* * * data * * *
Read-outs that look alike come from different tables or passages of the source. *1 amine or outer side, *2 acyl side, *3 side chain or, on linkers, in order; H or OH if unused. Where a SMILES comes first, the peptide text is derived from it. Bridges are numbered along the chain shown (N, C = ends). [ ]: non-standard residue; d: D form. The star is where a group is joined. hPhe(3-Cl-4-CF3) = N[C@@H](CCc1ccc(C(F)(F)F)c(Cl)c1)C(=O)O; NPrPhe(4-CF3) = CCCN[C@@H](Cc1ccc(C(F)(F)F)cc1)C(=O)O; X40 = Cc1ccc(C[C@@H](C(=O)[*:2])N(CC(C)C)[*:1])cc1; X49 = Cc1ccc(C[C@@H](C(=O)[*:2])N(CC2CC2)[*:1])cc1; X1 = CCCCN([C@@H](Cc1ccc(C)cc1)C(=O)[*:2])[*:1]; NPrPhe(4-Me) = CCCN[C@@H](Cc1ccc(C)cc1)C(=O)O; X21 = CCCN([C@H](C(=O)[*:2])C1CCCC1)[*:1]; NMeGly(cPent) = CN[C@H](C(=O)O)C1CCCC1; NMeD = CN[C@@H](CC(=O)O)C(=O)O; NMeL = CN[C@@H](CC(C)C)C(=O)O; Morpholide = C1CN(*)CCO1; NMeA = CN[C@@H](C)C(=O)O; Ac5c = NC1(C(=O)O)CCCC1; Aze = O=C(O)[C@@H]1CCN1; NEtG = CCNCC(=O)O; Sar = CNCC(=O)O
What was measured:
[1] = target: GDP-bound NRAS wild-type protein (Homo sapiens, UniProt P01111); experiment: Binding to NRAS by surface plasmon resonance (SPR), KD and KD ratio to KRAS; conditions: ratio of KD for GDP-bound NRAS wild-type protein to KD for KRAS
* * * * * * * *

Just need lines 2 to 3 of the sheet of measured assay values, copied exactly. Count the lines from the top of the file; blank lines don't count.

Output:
What was measured:
[1] = target: GDP-bound NRAS wild-type protein (Homo sapiens, UniProt P01111); experiment: Binding to NRAS by surface plasmon resonance (SPR), KD and KD ratio to KRAS; conditions: ratio of KD for GDP-bound NRAS wild-type protein to KD for KRAS